• Keeping the physicians up-to-date on the current progress of EHR implementation
  • Maintaining physician “buy-in” to the EHR project
  • Promoting and implementing changes that benefit physicians and their patients
  • Gathering feedback and addressing concerns
  • Monitoring and reporting on system usage and issues
  • Facilitating training and education

Required Skills 

  • Project management
  • Change management
  • Technical expertise
  • Leadership and organization skills
  • Communication
  • Administrative skills

This is an important role which is often most visible in large EHR implementations. Highly skilled physicians can sometimes distance themselves from the rest of the workforce as they are more senior. 

This is why it requires an individual who can concentrate on keeping specialist physicians in the loop about the progress of the project.

This way, the Physician Champion becomes someone who acts as a knowledge store of how the project is going, but also how the physicians would like things done.

Nurse Lead and MA Leads 


  • The Nurse Lead has a central role in the team of fellow nurses, a thought leader
  • The Medical Assistant Lead plays a central role in the team of medical assistants


  • The Nurse Lead needs to understand clinical workflows, inspire the nursing staff to embrace change and drive consensus among them
  • MA Lead has to understand medical assistant workflows, inspire and motivate medical assistant staff, and encourage consensus among medical assistants

Required Skills 

  • For a Nurse Lead: empathy, respectfulness, clear vision and strategic focus, approachability, coaching, developing staff
  • For an MA Lead: knowledge of basic clinical procedures, attention to detail, active listening, problem-solving, medical records management, communication, flexibility

Similarly, the nurses normally prefer their own liaison between the nursing staff and the implementation team. Ideally, this is a leader in the nursing unit who is held in high regard by other members. 

The Nursing Lead must be able to inspire change. Nurses are some of the busiest people in a hospital. Getting them to adopt new systems can be a challenge. 

How to Effectively Manage an EHR Implementation Project Team

A successful EHR implementation project requires effective management to ensure high-quality results. Below, we’ve gathered some tips on managing an EHR project team properly.

1. Identify a Strong Project Manager

A Project Manager ensures your EHR implementation team delivers projects on time, doesn’t exceed the estimated budget, and follows the outlined scope. They are among the main project stakeholders and the key point of contact for project structures, timelines, plans, and budgets. 

2. Create a Project Structure

A project structure should be the organization chart developed explicitly for your EHR project. It clarifies decision-making, escalation procedures, and the main lines of communication. The project structure also explains your team’s relation to the rest of the company as well as the role of vendors and consultants.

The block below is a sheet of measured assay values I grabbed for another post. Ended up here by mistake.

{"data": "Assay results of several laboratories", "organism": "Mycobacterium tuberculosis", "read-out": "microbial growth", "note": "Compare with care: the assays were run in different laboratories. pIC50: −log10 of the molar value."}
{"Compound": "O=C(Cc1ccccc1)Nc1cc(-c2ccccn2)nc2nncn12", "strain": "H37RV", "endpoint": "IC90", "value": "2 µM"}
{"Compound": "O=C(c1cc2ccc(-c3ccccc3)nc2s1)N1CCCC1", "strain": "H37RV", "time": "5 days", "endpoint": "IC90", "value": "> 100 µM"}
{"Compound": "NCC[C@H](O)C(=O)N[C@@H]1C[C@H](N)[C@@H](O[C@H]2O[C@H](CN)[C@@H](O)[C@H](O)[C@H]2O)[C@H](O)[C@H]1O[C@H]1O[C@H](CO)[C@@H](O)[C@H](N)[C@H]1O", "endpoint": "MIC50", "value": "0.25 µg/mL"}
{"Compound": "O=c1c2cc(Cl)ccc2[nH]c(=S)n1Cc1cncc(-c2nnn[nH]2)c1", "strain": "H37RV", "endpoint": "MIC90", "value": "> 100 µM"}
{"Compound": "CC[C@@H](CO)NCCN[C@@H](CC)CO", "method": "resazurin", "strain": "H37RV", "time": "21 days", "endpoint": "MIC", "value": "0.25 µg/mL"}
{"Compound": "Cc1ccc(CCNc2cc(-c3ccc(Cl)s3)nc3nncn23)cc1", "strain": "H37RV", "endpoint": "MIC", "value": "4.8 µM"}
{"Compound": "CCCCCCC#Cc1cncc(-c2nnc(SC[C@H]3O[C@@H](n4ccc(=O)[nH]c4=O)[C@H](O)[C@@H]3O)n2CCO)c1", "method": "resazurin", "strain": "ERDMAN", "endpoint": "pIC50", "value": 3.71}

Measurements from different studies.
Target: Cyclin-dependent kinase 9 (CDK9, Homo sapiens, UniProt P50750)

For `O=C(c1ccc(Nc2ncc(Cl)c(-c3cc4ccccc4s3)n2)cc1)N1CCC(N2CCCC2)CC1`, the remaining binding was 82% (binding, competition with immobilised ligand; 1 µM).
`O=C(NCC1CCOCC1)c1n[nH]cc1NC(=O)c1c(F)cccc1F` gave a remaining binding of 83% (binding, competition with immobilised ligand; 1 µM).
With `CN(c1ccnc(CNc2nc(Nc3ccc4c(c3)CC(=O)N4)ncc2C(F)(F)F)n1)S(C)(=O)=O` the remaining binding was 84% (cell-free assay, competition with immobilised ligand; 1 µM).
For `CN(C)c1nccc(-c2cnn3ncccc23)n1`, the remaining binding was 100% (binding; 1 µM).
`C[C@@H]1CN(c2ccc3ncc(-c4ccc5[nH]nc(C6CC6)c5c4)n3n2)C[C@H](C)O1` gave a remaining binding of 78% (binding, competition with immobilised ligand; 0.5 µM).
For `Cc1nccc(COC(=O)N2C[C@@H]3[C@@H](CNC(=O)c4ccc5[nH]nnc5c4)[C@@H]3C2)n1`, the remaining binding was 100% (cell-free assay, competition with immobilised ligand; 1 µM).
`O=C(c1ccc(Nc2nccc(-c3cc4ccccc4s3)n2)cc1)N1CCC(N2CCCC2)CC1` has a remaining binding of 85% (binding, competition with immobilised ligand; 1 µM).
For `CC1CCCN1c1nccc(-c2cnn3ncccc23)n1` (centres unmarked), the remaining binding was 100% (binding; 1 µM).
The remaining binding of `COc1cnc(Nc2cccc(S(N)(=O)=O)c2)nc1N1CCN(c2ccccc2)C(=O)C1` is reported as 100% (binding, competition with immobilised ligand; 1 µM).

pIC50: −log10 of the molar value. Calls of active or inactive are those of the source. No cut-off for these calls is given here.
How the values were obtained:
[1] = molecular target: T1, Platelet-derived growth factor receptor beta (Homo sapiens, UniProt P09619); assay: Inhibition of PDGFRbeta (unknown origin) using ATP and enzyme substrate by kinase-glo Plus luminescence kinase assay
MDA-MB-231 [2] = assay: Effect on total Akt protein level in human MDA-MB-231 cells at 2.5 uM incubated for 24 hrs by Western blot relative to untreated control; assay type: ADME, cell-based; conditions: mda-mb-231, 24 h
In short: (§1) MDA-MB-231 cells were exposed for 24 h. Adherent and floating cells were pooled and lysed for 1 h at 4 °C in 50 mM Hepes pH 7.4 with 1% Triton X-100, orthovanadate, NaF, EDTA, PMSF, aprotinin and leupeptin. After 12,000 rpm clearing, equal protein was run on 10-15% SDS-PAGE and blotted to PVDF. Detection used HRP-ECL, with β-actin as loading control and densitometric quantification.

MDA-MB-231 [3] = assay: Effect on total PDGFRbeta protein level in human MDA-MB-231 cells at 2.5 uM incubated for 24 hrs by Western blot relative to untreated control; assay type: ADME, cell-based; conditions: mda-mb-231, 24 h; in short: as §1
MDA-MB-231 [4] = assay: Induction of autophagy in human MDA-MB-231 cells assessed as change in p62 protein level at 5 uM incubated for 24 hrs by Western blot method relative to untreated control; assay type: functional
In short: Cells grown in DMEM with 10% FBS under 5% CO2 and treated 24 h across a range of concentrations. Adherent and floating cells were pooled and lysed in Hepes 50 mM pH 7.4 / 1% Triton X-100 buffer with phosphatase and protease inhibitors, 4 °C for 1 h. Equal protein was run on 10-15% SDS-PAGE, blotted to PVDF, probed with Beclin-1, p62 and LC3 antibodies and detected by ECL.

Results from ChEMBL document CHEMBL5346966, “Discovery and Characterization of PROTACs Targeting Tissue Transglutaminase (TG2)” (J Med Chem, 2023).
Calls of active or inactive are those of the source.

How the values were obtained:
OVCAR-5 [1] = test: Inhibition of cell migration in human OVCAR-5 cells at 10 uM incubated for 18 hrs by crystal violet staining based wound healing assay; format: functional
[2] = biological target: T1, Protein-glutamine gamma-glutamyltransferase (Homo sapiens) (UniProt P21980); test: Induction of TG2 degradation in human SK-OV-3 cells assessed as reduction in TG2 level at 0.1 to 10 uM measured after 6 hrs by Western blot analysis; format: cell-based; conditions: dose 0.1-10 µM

A clear project structure helps you see whom to involve in decision-making, how to escalate issues, prevent confusion about the decision-making authority, and ensure coordination across team members.

3. Develop a Project Plan

A project plan should identify key milestones, i.e., project deadlines with other interdependencies. Your Project Manager will monitor the progress toward these key milestones, and your project plan should identify risks and mitigation plans in case your team doesn’t meet these milestones.

4. Establish Proper Communication 

Consistent communication is critical to successful project management. Everyone on your team, as well as stakeholders and vendors, needs to know when and how to communicate with each other. Complex projects like EHR implementation require transparent communication channels that encourage reporting successes and failures. 

Here are some of the approaches you should consider implementing:

  • Regular meetings to ease collaboration
  • Status reports, dashboards, or updates to make sure everyone’s aware of the current progress
  • Regular updates to the project plan to help the team stay on track and quickly adapt
  • Clear lines of hierarchy and communication with consultants and vendors

5. Set Realistic Timelines

Agreeing on realistic timelines at the beginning will increase your chance of successful project completion. Setting and meeting realistic timelines can also save your company’s budget and improve the level of satisfaction with your EHR system.


When implementing a new EHR system, it’s vital to go through all the steps in the planning phase. This includes sticking closely to the implementation project plan and choosing the best team. 

Finding the right attributes of the team is always key. Essential traits like positivity, an appetite for change, and existing experience is vitally important.

Find out more about the S-PRO EHR development service, and contact us if you want to discuss your project idea with healthcare development experts.

Igor Izraylevych